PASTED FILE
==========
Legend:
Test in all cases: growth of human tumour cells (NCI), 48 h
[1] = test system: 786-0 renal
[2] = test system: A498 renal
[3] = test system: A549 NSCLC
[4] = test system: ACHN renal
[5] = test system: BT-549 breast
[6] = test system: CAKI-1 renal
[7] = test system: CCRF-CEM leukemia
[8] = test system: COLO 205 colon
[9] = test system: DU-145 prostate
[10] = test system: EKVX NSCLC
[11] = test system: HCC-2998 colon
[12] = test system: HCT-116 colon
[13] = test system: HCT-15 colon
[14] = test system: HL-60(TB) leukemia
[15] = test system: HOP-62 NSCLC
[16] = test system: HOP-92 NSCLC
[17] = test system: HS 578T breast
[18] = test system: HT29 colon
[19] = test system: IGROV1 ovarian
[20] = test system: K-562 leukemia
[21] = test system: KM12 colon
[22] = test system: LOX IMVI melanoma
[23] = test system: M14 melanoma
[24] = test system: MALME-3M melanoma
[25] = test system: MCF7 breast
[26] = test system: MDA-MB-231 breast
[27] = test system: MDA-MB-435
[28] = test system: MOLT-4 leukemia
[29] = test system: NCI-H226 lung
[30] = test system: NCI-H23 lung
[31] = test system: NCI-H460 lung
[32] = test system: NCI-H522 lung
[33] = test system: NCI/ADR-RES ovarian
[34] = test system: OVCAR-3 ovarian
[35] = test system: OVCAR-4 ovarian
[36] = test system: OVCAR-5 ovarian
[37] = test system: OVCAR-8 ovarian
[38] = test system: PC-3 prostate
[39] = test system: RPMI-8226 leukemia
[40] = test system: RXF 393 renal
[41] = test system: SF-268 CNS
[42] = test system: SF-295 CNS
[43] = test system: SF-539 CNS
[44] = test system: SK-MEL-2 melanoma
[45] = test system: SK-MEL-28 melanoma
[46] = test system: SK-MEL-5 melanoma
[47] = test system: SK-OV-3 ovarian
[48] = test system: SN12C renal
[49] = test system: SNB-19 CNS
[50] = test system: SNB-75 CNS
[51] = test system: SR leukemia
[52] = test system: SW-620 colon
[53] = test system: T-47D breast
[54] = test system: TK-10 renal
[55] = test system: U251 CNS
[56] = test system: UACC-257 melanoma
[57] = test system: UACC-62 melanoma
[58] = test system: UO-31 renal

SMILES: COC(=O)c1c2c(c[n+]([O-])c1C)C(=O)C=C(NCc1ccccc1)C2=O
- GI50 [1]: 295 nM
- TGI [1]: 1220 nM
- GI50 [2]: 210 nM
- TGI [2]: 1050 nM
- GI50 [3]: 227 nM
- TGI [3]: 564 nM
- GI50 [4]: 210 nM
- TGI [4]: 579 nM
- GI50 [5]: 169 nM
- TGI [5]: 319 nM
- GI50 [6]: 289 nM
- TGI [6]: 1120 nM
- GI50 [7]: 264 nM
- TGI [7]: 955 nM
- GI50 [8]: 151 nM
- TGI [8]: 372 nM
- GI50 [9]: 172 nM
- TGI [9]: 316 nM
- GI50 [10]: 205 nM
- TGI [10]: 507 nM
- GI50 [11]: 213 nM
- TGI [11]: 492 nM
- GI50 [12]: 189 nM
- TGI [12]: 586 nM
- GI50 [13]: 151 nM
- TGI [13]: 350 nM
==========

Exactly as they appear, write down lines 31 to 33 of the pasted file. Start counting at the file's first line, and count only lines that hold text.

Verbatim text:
[29] = test system: NCI-H226 lung
[30] = test system: NCI-H23 lung
[31] = test system: NCI-H460 lung